It doesn’t take a long time of thoughtful pondering to see that God’s standard for His church is infinitely higher than the church’s ability to reach it. Like a drunken and broken bride, the church has moments of beautiful pristine holiness but other moments of woeful hypocrisy. But do her many blemishes warrant Christians bypassing her and just simply loving Jesus? In a recently published video by the Gospel Coalition, pastor Thabiti Anyabwile has a strong warning for those who use the language of loving Jesus but want to forsake the church.
It must be acknowledged that it is possible to love Jesus and be deeply hurt by people within our congregations. When that type of hurt occurs it requires a certain level of pastoral care and counsel for the hope of relational reconciliation and, if needed, restitution. The issue this video addresses is the popular notion of people opting for a form of church life that is very solitary, meeting in the privacy of your own home or listening to sermons online.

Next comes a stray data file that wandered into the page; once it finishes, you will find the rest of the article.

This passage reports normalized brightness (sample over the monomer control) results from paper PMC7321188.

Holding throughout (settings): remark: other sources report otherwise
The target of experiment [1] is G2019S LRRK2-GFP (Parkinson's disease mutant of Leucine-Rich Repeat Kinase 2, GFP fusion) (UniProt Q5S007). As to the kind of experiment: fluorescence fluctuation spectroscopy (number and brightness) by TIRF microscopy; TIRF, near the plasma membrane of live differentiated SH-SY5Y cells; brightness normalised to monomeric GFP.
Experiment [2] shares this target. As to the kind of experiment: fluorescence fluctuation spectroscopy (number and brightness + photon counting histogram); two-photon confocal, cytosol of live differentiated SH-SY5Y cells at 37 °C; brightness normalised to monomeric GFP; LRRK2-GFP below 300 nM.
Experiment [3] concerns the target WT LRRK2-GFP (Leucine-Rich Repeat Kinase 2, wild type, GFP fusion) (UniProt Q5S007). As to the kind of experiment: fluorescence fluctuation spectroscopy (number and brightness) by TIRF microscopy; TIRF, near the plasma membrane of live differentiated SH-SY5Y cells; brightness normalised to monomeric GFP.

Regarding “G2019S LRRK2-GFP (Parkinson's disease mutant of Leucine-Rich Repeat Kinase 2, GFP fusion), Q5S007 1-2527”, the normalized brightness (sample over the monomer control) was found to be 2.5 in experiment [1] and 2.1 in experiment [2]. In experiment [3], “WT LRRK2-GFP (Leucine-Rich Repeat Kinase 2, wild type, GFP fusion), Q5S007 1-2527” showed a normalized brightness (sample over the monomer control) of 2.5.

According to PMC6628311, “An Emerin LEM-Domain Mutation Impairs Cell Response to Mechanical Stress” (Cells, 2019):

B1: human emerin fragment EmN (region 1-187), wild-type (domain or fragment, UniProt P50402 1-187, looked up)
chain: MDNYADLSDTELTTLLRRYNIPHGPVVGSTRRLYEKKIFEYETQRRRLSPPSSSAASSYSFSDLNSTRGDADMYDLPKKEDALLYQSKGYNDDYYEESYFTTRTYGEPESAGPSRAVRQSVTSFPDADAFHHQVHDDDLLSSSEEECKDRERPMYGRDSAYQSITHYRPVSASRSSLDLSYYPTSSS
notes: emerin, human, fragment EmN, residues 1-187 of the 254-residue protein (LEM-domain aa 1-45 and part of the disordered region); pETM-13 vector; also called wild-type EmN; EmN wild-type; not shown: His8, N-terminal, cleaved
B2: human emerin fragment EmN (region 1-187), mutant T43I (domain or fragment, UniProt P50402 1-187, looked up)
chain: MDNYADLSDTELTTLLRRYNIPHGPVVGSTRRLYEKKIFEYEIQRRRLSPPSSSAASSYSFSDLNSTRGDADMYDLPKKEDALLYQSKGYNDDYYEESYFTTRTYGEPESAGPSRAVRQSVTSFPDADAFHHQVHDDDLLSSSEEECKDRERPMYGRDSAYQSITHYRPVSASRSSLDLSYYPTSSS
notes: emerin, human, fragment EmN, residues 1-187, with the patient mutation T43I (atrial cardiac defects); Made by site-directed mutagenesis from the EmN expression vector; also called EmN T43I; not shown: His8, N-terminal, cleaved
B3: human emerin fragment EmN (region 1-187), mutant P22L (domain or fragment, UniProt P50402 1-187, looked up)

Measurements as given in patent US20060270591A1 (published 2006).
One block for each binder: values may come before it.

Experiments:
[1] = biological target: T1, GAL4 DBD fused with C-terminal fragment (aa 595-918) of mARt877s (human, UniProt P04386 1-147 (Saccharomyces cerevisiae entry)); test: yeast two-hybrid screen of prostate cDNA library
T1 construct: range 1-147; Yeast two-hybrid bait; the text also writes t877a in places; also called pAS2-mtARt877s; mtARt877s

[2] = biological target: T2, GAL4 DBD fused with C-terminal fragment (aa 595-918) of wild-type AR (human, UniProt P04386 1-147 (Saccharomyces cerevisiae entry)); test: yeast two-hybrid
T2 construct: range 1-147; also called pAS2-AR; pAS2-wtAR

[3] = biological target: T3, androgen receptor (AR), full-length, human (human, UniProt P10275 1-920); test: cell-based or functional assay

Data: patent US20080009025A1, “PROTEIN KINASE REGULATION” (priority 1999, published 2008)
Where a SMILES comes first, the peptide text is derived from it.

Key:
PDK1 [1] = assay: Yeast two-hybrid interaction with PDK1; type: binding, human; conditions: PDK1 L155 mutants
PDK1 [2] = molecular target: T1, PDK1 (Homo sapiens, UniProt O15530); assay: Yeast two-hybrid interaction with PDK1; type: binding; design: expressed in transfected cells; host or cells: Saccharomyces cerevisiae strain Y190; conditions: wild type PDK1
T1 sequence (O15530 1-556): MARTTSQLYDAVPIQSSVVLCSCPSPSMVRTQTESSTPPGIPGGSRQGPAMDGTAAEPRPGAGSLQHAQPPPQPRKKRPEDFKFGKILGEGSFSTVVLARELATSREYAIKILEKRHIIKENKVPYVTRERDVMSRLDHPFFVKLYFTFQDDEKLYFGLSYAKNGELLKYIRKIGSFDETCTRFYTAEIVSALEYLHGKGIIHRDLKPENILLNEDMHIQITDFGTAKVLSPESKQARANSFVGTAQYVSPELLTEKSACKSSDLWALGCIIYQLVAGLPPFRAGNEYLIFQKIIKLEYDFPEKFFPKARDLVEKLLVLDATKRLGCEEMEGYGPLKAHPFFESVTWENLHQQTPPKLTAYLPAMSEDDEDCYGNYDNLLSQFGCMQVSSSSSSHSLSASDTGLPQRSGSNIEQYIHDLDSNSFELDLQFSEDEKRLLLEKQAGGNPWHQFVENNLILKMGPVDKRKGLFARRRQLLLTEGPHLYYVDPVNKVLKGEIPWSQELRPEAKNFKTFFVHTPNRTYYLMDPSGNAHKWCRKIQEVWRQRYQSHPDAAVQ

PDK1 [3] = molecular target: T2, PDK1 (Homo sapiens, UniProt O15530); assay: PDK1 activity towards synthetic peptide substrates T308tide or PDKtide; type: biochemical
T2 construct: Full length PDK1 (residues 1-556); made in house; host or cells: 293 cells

Anyabwile believes that such an attitude is evidence of God not knowing a person. Our love for one another, according to John 13:34-35, is the ultimate display of discipleship toward all people. We cannot reject the mark of being a disciple while claiming to be a disciple. This is not theological idealism. Loving others is gritty, real, and difficult, but that is part of the practice of following Jesus. This is what the Apostle Paul meant when he wrote that the only thing that counts is faith expressing itself through love (Galatians 5:6). If we don’t love God’s people, then we have reason to suspect that our relationship with God is not genuine.